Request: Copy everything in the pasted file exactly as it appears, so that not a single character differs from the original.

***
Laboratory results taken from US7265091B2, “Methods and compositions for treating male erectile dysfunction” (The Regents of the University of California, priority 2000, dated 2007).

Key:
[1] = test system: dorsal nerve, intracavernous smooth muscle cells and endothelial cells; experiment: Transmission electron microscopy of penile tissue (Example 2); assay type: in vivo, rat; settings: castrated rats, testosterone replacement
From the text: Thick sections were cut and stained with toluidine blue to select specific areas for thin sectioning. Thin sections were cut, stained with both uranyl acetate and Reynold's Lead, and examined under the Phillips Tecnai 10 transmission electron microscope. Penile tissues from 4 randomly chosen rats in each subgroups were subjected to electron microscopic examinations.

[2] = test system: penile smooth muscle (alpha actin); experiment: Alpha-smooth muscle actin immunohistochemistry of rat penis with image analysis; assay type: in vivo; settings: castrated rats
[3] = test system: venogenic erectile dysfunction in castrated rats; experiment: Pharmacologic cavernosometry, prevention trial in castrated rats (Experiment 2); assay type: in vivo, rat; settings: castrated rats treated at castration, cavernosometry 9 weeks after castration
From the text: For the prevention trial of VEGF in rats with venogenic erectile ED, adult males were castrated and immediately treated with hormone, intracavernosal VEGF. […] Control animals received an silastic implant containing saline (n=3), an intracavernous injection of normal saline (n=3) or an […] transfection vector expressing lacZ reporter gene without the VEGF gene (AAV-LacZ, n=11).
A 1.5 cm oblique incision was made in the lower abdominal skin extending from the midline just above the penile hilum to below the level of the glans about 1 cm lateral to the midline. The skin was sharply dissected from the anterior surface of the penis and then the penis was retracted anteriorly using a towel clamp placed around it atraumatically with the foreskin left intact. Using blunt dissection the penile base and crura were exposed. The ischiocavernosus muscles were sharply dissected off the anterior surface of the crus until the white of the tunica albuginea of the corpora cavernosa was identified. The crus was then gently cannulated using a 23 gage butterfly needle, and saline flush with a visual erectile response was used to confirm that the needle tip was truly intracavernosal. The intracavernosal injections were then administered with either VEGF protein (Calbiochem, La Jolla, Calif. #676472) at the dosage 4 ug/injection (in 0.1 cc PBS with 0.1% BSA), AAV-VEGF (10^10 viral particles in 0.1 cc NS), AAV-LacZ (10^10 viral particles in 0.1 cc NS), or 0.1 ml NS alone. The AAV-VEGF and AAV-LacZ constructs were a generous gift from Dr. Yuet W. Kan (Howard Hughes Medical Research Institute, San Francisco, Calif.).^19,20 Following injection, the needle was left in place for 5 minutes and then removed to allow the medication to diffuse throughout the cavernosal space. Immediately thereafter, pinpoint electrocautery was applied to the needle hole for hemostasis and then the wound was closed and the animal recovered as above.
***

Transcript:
Laboratory results taken from US7265091B2, “Methods and compositions for treating male erectile dysfunction” (The Regents of the University of California, priority 2000, dated 2007).

Key:
[1] = test system: dorsal nerve, intracavernous smooth muscle cells and endothelial cells; experiment: Transmission electron microscopy of penile tissue (Example 2); assay type: in vivo, rat; settings: castrated rats, testosterone replacement
From the text: Thick sections were cut and stained with toluidine blue to select specific areas for thin sectioning. Thin sections were cut, stained with both uranyl acetate and Reynold's Lead, and examined under the Phillips Tecnai 10 transmission electron microscope. Penile tissues from 4 randomly chosen rats in each subgroups were subjected to electron microscopic examinations.

[2] = test system: penile smooth muscle (alpha actin); experiment: Alpha-smooth muscle actin immunohistochemistry of rat penis with image analysis; assay type: in vivo; settings: castrated rats
[3] = test system: venogenic erectile dysfunction in castrated rats; experiment: Pharmacologic cavernosometry, prevention trial in castrated rats (Experiment 2); assay type: in vivo, rat; settings: castrated rats treated at castration, cavernosometry 9 weeks after castration
From the text: For the prevention trial of VEGF in rats with venogenic erectile ED, adult males were castrated and immediately treated with hormone, intracavernosal VEGF. […] Control animals received an silastic implant containing saline (n=3), an intracavernous injection of normal saline (n=3) or an […] transfection vector expressing lacZ reporter gene without the VEGF gene (AAV-LacZ, n=11).
A 1.5 cm oblique incision was made in the lower abdominal skin extending from the midline just above the penile hilum to below the level of the glans about 1 cm lateral to the midline. The skin was sharply dissected from the anterior surface of the penis and then the penis was retracted anteriorly using a towel clamp placed around it atraumatically with the foreskin left intact. Using blunt dissection the penile base and crura were exposed. The ischiocavernosus muscles were sharply dissected off the anterior surface of the crus until the white of the tunica albuginea of the corpora cavernosa was identified. The crus was then gently cannulated using a 23 gage butterfly needle, and saline flush with a visual erectile response was used to confirm that the needle tip was truly intracavernosal. The intracavernosal injections were then administered with either VEGF protein (Calbiochem, La Jolla, Calif. #676472) at the dosage 4 ug/injection (in 0.1 cc PBS with 0.1% BSA), AAV-VEGF (10^10 viral particles in 0.1 cc NS), AAV-LacZ (10^10 viral particles in 0.1 cc NS), or 0.1 ml NS alone. The AAV-VEGF and AAV-LacZ constructs were a generous gift from Dr. Yuet W. Kan (Howard Hughes Medical Research Institute, San Francisco, Calif.).^19,20 Following injection, the needle was left in place for 5 minutes and then removed to allow the medication to diffuse throughout the cavernosal space. Immediately thereafter, pinpoint electrocautery was applied to the needle hole for hemostasis and then the wound was closed and the animal recovered as above.